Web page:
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Although the term VoIP has become a staple of the business vernacular, there remains some confusion as to what this term references. Also, as a small to medium-sized business owner or decision maker, you most likely have some questions about how VoIP can directly impact and benefit your organization. Let’s dive deeper into the subject of VoIP and provide some answers to some top VoIP questions.
Voice over Internet Protocol (VoIP) is a relatively recent technology that uses the Internet to move voice transmissions from one location to another, as opposed to a traditional phone line. The technology works by converting the spoken words into packets of voice data, which are then sent via a broadband Internet connection. Using a VoIP phone is no different than an ordinary, analog telephone. The only difference is behind the scenes: a VoIP phone is plugged into an ethernet connection (instead of a phone jack).
At this point you no doubt have some questions relating to VoIP technology, and whether this choice could be the right one for your company. Some of the top questions usually posed relating to VoIP include:
An IP phone looks identical to a traditional telephone, but the difference is that it connects directly to the Internet without using an ATA device, which is what converts analog signals to digital signals. An IP phone works by being plugged directly into your router. Typically, businesses that use VoIP technology choose IP phones because of their features: buttons that allow calls to be transferred between users or placed on hold, and the phones feature multiple lines.
Probably the first question that comes to mind is the quality — if it’s not better than the tried and true, what would be the point? The quality of VoIP, just as with any new technology, has incrementally improved since going mainstream; VoIP currently equals (but usually exceeds) the quality of a traditional analog landline. The main determining factor of voice clarity and quality is your Internet provider, since the service is as good as your Internet service.
QoS is about how consistent and fast your Internet service is and how much bandwidth is dedicated for a specific application — it’s dictated by the quality of your router and the speed of your Internet Service Provider. It’s important to remember that VoIP is in real-time. Since VoIP runs over your Internet connection, it shares the bandwidth with other applications that are also online, such as peer-to-peer file sharing, streaming, or large data transmissions. If there are enough additional applications utilizing bandwidth, it can potentially interfere with your VoIP quality and clarity. QoS is critical in this respect, because the settings can ensure that there is sufficient bandwidth for VoIP calls.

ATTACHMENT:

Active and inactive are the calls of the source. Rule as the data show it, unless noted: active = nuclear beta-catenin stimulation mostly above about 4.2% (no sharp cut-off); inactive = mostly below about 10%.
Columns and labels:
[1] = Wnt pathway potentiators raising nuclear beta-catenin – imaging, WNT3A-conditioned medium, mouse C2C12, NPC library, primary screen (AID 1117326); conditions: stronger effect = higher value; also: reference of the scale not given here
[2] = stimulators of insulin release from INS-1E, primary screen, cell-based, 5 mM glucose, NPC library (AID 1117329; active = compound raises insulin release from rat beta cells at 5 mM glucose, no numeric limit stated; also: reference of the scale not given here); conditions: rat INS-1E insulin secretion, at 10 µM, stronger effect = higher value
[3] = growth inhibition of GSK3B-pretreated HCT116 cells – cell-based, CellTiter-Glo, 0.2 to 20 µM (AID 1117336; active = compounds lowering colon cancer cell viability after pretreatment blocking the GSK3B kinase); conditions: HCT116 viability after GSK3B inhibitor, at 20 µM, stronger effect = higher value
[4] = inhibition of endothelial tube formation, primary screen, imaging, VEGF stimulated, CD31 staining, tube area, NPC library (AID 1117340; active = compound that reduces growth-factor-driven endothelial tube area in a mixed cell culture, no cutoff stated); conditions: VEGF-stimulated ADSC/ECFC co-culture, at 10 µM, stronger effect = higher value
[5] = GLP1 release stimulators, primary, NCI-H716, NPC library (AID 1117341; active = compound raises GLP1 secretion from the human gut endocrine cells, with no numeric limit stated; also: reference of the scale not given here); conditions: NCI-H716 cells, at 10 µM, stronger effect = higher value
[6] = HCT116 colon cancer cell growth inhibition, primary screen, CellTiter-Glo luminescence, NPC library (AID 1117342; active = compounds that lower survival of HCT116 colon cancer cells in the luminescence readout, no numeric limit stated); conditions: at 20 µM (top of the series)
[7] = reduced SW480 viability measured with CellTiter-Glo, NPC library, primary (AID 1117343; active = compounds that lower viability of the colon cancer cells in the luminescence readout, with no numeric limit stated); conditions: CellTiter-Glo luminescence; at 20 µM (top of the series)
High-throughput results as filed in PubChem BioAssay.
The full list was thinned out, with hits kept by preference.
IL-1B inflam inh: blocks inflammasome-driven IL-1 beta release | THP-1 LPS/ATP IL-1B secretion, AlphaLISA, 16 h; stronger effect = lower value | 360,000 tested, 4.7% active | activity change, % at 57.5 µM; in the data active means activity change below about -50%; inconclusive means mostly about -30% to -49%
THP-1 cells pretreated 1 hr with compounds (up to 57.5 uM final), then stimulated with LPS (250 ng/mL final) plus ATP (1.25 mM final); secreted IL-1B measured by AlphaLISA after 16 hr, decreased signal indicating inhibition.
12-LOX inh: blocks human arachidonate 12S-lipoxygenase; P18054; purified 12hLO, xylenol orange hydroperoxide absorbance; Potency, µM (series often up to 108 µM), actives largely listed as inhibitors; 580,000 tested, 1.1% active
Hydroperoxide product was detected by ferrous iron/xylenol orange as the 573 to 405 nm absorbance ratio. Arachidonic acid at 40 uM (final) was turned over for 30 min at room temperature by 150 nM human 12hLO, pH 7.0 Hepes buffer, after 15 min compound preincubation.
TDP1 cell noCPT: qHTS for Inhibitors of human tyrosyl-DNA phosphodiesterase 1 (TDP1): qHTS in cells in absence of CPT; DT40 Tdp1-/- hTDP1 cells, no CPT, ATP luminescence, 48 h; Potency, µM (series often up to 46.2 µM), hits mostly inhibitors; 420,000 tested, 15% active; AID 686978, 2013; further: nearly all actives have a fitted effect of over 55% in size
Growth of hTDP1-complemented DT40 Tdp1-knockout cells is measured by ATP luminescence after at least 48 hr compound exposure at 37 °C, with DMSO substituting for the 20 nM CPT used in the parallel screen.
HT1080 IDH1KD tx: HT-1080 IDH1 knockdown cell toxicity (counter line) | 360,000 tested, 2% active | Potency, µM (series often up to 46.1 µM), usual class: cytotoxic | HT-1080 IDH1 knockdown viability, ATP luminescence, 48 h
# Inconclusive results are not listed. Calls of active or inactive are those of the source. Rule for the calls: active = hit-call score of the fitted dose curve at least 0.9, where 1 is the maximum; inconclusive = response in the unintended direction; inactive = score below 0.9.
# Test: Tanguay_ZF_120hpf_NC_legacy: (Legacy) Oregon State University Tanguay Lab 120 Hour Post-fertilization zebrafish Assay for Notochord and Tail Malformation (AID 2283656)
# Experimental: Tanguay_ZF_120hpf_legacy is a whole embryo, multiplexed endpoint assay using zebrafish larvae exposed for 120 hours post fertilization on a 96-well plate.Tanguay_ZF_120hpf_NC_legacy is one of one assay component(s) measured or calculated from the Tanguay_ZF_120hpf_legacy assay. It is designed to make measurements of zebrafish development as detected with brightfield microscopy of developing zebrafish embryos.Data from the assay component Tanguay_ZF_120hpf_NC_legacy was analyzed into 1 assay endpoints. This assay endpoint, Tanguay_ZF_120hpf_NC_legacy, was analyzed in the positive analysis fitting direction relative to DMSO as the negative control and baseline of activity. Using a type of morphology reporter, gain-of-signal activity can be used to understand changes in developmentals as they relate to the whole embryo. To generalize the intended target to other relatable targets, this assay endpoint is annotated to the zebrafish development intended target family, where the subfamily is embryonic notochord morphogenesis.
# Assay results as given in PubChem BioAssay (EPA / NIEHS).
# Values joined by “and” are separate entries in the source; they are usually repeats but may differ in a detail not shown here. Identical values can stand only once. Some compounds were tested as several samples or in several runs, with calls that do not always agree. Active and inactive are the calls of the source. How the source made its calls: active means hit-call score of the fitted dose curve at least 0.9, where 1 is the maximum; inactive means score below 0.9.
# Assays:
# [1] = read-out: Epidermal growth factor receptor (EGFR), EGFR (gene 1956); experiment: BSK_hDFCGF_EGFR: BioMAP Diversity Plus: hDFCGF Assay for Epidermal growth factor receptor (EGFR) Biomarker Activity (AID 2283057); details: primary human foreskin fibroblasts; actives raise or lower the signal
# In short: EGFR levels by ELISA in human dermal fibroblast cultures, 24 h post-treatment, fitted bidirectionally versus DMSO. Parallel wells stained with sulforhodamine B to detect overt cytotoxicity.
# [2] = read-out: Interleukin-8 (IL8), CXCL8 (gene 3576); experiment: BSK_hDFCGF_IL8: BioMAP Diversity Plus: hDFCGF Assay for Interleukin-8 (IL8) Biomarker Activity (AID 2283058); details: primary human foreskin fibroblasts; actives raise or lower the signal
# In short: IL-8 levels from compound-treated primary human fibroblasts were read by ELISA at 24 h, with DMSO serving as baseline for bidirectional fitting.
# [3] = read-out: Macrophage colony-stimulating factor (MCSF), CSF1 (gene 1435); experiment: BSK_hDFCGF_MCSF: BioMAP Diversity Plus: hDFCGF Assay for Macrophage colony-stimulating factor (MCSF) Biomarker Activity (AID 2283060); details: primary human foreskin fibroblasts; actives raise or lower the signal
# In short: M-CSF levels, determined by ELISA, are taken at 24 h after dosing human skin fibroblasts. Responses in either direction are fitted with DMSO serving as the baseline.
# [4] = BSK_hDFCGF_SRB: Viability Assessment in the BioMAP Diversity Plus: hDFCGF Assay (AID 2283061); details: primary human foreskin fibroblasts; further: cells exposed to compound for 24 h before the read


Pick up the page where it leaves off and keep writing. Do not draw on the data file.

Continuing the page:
Right off the bat, switching to VoIP can save your company a significant amount of money off of your telephone service. This is possible, because the one monthly fee paid typically covers several features like conference calling, caller ID, voicemail, and call waiting. Many times, a traditional phone service will charge you extra for these individual services. Also, the majority of VoIP providers give you unlimited calling to other VoIP subscribers with the same service; this allows essentially unlimited talk time with no additional fees.
No, a computer is not necessary to use VoIP. However, a broadband Internet connection must be present. Dial-up Internet services are not fast enough to support VoIP.
In the vast majority of cases, the answer to this is yes — you can keep your current phone number or numbers.
As mentioned earlier, the cost savings from switching to VoIP are often significant. But cost alone is not the only benefit. Many VoIP systems and phones are equipped with user-friendly interfaces that allow for increased functionality, which can boost productivity and efficiency in the typical business setting. VoIP systems can essentially become part of your company’s network and can easily be managed to add users, change settings, and even gather metrics on usage. Finally, the flexibility that allows for the porting of phone numbers removes the geographic restrictions that have been imposed by telephone carriers in the past. VoIP presents legitimate and substantial advantages over traditional analog landlines. If you have any questions, please feel free to reach out to us today!